In This Article Expand or collapse the "in this article" section Daʿwa

  • Introduction
  • General Overviews
  • Daʿwa in Islamic Scripture
  • Daʿwa and Women
  • Daʿwa and Modern Science
  • Daʿwa and Christian Mission
  • Select Modern Muslim Writings on Daʿwa

Islamic Studies Daʿwa
Matthew J. Kuiper
  • LAST REVIEWED: 27 June 2018
  • LAST MODIFIED: 27 June 2018
  • DOI: 10.1093/obo/9780195390155-0252


The Arabic term daʿwa can be translated as calling, inviting, or summoning. Historically, Muslims have used the term daʿwa, along with variants such as daʿā (to invite) and daʿi (one who invites), in varied ways. In modern times, however, the term has come to be used most often for Islamic preaching or missionary activity (“inviting” to Islam)—aimed primarily at instructing or reviving fellow Muslims, and secondarily at fostering conversions among non-Muslims. At the same time, religiopolitical understandings of the concept, which are well attested in Islamic history, continue into the 21st century. In the latter sense, the term may serve as a language of oppositional politics and mobilization. In the Qurʾan, daʿwa and variants occur frequently. The primary agents of daʿwa in the Qurʾan are God and the Prophets, who summon humans to submission (islām) in light of the coming judgment (e.g., Q 10:25). Several passages in the Qurʾan, regularly invoked by modern daʿwa activists, also seem to envision daʿwa as a duty of the entire Muslim community, for instance Q 3:104 and Q 16:125. In hadith and sīra, there are many reports that portray the Prophet and his Companions (ṣaḥāba) as ideal and successful daʿis (preachers of Islam, doers of daʿwa) in a 7th-century context. In these literatures, daʿwa is used for invitations both to religious conversion and, particularly in reports depicting the Medinan phase of the Prophet’s ministry, to political submission. With premodern dynasties like the Sunni ‘Abbasids and Ismaʿili Fatimids, the term took on a strongly religiopolitical connotation insofar as it referred to summons to embrace particular rulers or revolutionary movements as the bearers of Islamic authenticity. In classical Islamic legal thought, daʿwa refers to the obligation to invite non-Muslims to embrace Islam before the commencement of hostilities in contexts of warfare. Important actors in the history of daʿwa in premodern times included the scholarly class (ulama), Sufis and Sufi orders, and Muslim migrants such as soldier and traders. Whether or not they used the term daʿwa (the popularity of the term itself waxed and waned over time), each of these groups contributed to the spread of Islam. In the modern period, especially since the early 20th century, daʿwa has experienced a remarkable resurgence worldwide. Examples of contemporary daʿwa include traditional Friday sermons; the publishing of tracts on Islam and science; interreligious dialogues; Islamic websites; departments of daʿwa in Islamic universities; and, in some Muslim counties, government agencies tasked with ensuring conformity with Islamic norms. Insofar as daʿwa movements have facilitated the involvement of Muslim laymen, women, and children in Islamic preaching and other forms of activism, daʿwa is implicated in the democratization of religious and political authority among Muslims in the modern period. For Muslims living in minority contexts, some thinkers who promote fiqh al-aqaliyyāt (minorities’ jurisprudence) have popularized the idea that non-Muslim societies should be seen not as dār al-ḥarb, but as dār al-daʿwa (the abode of missionary propagation). Daʿwa has also served as a keynote term for Islamist groups that often use it in relation to broader projects of political protest and mobilization. Jihadi groups also use daʿwa to speak of their recruitment and propaganda activities. It should be noted that the word daʿwa is sometimes used interchangeably with tablīgh (conveying the message of Islam) or al-amr b’il-ma‘rūf wa’l-nahī ‘an al-munkar (commanding right and forbidding wrong). Alterative English renderings of the term daʿwa include daʿwah and, in parts of Southeast Asia and Africa, dakwah. Given its importance in modern Islam, the study of daʿwa (or “daʿwa studies”) is an exciting area of research.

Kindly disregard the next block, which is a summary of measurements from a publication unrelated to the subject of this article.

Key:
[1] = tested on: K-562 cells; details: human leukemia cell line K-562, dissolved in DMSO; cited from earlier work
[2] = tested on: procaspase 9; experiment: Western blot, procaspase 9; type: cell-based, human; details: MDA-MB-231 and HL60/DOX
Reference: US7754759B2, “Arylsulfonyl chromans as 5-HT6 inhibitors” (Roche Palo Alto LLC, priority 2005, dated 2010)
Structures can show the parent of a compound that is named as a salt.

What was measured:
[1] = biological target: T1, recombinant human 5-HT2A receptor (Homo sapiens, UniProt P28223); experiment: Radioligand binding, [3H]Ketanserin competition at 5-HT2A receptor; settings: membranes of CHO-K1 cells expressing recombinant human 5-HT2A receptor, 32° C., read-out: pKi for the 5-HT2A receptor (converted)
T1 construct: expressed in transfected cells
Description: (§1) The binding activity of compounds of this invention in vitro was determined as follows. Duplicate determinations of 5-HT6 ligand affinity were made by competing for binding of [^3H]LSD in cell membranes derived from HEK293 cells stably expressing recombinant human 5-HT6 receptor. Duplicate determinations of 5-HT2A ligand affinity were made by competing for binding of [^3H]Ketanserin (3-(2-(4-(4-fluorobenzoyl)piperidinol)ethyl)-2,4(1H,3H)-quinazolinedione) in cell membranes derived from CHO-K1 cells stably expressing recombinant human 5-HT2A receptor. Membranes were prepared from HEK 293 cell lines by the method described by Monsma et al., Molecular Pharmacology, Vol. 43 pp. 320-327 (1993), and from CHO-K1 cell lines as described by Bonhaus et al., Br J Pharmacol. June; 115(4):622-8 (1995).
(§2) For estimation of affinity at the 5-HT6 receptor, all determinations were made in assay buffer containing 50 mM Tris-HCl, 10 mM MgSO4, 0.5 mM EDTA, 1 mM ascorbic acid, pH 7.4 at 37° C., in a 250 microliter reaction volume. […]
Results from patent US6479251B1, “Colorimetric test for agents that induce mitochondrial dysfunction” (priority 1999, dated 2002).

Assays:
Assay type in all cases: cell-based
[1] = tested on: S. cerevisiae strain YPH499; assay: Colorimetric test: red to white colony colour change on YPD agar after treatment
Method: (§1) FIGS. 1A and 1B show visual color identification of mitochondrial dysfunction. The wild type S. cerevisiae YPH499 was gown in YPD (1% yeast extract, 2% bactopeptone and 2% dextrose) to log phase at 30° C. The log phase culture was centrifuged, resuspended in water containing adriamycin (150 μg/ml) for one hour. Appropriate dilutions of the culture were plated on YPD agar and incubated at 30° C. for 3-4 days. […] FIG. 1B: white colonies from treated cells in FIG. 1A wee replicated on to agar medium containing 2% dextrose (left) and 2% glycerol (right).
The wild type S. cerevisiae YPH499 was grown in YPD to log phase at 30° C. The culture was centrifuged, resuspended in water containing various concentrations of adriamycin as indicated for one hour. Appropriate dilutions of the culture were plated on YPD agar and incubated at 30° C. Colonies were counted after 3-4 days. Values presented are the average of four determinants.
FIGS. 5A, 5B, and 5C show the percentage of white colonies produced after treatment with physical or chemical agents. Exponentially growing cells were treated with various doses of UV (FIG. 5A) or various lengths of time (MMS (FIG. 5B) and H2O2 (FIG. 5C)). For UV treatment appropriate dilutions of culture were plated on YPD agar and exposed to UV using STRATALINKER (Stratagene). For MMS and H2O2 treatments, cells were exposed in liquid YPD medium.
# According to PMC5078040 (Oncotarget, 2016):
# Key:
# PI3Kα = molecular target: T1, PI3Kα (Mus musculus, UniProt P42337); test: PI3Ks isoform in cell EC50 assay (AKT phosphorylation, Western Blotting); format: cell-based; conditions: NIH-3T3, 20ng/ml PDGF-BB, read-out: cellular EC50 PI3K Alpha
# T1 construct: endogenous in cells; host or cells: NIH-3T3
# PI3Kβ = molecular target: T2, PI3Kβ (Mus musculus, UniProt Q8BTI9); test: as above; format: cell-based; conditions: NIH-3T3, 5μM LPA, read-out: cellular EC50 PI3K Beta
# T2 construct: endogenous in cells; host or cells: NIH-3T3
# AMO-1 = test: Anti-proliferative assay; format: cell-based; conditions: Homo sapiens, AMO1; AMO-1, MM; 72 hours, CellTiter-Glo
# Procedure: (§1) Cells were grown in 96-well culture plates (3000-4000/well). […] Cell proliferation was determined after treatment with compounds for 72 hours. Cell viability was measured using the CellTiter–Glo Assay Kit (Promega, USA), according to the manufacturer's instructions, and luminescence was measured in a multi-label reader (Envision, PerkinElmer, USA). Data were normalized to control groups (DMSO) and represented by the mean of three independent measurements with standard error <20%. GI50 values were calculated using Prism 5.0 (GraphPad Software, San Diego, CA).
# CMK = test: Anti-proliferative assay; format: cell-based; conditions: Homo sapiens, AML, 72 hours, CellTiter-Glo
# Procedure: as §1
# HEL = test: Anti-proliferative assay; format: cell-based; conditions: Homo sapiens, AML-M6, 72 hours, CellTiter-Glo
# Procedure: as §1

General Overviews